test prep

In final year of Common Core, Tennessee teachers can use practice test questions from PARCC

PHOTO: Laura Faith Kebede

As Tennessee prepares students for its final year of tests aligned with Common Core standards, teachers can pull practice questions from a variety of sources, including the same testing consortium that the state once distanced itself from.

In 2014, Tennessee joined other states that pulled out of a multistate consortium known as PARCC due to the growing political backlash over Common Core — the standards on which the consortium is based. That exit led Tennessee to work with a private test maker to develop its own assessment called TNReady.

At a TNReady training session last week in Memphis, educators were told that this year’s TNReady questions will look different than they’ve seen on past tests. Those seeking practice questions for their students were directed to the state’s internal online platform called EdTools. Questions from PARCC and Smarter Balanced, another testing consortium, also are acceptable as long as they “aligned to our standards,” said Nakia Towns, assistant state education commissioner for data and research.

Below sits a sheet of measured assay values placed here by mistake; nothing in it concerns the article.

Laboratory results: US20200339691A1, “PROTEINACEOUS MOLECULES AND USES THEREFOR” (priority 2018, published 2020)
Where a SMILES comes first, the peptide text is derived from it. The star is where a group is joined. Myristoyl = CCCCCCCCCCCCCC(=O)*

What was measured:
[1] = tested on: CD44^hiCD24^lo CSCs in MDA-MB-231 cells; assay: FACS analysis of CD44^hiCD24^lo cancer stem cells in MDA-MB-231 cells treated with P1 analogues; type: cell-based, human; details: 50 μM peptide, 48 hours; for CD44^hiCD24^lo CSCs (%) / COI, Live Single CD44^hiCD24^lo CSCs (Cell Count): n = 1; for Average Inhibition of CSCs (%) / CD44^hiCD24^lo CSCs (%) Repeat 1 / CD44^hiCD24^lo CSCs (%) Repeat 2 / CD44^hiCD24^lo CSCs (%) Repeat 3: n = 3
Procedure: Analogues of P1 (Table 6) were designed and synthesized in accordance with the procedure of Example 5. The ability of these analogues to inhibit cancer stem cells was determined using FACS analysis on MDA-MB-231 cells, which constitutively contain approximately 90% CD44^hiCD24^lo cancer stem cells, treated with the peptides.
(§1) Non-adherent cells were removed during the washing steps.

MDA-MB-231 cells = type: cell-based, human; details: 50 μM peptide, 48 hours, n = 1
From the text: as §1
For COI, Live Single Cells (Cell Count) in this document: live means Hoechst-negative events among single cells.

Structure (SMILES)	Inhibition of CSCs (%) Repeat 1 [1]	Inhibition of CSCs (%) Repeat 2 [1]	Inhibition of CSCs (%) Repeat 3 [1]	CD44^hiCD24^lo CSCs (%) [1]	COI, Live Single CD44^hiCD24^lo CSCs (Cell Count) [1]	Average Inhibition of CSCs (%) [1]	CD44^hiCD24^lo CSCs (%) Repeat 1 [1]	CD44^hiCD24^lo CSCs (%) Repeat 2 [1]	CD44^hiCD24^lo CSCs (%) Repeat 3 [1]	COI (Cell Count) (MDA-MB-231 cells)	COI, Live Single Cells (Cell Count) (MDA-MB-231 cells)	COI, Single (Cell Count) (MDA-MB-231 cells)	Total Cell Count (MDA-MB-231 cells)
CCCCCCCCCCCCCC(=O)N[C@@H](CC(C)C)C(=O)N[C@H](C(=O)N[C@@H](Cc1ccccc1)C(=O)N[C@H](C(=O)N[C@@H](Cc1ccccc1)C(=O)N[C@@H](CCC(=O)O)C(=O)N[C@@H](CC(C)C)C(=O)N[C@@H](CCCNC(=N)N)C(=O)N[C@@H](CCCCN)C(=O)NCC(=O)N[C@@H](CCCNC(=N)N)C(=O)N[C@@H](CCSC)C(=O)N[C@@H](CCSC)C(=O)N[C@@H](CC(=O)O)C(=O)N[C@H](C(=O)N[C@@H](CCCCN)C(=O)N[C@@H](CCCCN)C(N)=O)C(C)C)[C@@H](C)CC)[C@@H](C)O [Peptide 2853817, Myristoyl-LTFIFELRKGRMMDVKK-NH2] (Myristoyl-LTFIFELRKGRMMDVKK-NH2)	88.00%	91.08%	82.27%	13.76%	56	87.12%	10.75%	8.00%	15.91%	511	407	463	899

“But in terms of the rigor of those items and the development process for those two consortiums, I would say definitely those are high-quality items,” Towns told the group.

Tennessee still uses Common Core as its guide for teaching and testing, even though state officials formally dropped using the controversial name in recent years.

Officially, this will be Tennessee’s final year to administer Common Core-aligned tests for math and English language arts. Next school year, the state switches to teaching and testing to its Tennessee Academic Standards, developed after 18 months of review and revisions that began with an order from Gov. Bill Haslam.

And when the testing window opens on April 17 for grades 3-11, this will be the first year of administering TNReady under Questar Assessments Inc., the state’s new testing company. The State Department of Education hired the Minneapolis-based firm last summer after firing North Carolina-based Measurement Inc. only a few months earlier. The switch came after the botched online debut of TNReady led to the test’s cancellation last year for grades 3-8.